O’Brien: “Sure.  If you look at the history of American elections many of us sort of perceive that it has been a steady march forward to garner the right to vote and practice it, and that is actually not borne out.  It’s more of an EKG, right, where there are steps forward and then we go back, steps forward then we go back, steps forward then we go back.  So first, to say that we’re having this fight is new just doesn’t match the historical record.  And then to the particular idea of 2004 I would say, you know a lot of things have become new in the last 10 years and we like them.  Anyone on Twitter was not on Twitter 10 years ago.  Or hybrid technologies have gotten a lot better.  My internet is faster.  So to say that we shouldn’t have changes that make things better and more accessible and easier for people to legally vote, just doesn’t ring true to me.  We’re not living in the past.”

Ganzer: “In terms of change, or where we go from here, we do have a few proposals working through the legislature, we also have the Cuyahoga County executive asking the Justice Department to look at all of these proposals and changes we are seeing.  What do you think is going to happen next?  Is this something that will have to be solved in the courts or at the ballot box?”

O’Brien: “I think both will go on.  It has been more in the courts, especially with the courts recent decisions in Citizens United and McCutcheon, money has been associated with voice in political campaigning, and what that means is the very affluent are able to exert really wildly disproportionate influence.  But then part two, what’s going on with the Supreme Court’s decision on the Voting Rights Act and eliminating preclearance, is that states have now started to adopt this legislation that makes it harder for some voters to vote.  Regular folks believe in the right to vote.  And when it’s being curtailed you run the risk of mobilizing.  And the Republicans are in a lot of trouble in terms of demographic change and so the Republican Party had a choice: ‘do we change our policy positions to bring in more voters that will vote for us, but typically have not been allied with us, OR, do we try to restrict access to the ballot?’ Call it fraud, call it uniformity, call it whatever they’ll call it later, and that’s what Republicans have done.  They’ve opted to not change policy to bring in new groups.  They’ve opted to make it harder for groups, who don’t agree with them, to vote.”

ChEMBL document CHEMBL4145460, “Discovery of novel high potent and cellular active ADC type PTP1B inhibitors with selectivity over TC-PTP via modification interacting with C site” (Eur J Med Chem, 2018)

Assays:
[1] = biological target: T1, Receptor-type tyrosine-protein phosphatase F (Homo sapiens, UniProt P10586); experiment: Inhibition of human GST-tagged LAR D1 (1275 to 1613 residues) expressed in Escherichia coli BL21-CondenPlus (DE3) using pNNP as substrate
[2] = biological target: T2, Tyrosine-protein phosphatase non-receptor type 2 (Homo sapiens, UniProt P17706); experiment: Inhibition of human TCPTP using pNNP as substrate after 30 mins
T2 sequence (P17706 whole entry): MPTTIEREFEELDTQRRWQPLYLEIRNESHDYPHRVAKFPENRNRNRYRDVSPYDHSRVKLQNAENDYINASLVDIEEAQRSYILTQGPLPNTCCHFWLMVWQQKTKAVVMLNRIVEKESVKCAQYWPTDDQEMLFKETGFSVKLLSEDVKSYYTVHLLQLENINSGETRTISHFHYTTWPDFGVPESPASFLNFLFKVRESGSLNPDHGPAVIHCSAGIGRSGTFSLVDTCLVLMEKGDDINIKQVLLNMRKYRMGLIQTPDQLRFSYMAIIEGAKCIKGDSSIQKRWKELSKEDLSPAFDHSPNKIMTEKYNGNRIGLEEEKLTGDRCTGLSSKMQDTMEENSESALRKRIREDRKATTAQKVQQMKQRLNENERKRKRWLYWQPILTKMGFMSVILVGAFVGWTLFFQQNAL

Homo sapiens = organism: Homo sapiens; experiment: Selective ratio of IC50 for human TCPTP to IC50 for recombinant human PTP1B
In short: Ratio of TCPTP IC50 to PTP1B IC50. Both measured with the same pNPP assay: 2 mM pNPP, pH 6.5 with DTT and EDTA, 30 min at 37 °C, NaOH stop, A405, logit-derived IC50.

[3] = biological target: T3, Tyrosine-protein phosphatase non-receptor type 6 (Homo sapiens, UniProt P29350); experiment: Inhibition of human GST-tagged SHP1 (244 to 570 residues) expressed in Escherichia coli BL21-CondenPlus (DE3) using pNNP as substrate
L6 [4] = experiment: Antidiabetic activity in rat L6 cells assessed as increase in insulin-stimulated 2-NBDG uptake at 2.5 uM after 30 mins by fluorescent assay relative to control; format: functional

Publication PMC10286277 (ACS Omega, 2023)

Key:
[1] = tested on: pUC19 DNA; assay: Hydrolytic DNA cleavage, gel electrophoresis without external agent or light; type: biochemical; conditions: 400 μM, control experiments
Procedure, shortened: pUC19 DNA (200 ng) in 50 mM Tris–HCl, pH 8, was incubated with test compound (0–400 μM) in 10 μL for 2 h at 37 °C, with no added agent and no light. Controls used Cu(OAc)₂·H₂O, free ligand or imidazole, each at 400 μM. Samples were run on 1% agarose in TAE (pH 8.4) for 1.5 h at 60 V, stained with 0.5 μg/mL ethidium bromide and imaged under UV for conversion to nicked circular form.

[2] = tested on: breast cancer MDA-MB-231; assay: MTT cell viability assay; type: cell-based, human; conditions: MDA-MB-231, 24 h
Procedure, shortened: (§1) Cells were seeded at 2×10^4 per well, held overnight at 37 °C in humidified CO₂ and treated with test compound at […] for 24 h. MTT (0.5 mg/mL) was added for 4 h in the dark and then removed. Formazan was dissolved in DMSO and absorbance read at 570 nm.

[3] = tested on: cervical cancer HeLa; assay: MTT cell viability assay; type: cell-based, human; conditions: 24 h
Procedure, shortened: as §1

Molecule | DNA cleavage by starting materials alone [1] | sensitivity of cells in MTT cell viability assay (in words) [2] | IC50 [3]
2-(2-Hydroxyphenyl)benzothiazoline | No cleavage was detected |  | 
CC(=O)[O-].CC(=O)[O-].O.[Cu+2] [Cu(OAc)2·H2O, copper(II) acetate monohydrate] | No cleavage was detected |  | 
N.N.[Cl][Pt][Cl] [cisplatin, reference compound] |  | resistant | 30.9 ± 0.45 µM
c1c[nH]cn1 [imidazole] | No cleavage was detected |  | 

Ganzer: That was Erin O’Brien, an associate professor of Political Science at the University of Massachusetts Boston.  She maintains that her reading of voting rules changes and proposals are based on data analysis.  But Matt Borges rejects O’Brien’s criticism.  Borges is chairman of the Ohio Republican Party.

Borges: “That’s probably one of the most uninformed statements I have heard in my life, and that’s not hyperbole.  Republicans created early voting in Ohio in 2005, over the objections of every single Democrat in the Ohio legislature.  An African-American Republican Secretary of State proposed early voting, a Republican legislature passed early voting with every Democrat voting no, including the current chairman of the Ohio Democratic Party, and a Republican governor signed early voting into law.  Now Ohio has a month of early voting, which many of our neighboring states, like Michigan and Pennsylvania, have zero days of early voting.  I don’t enjoy engaging in name-calling or trash-talking when it comes to someone else who is probably extraordinarily well-intended, but that is just plain stupid.”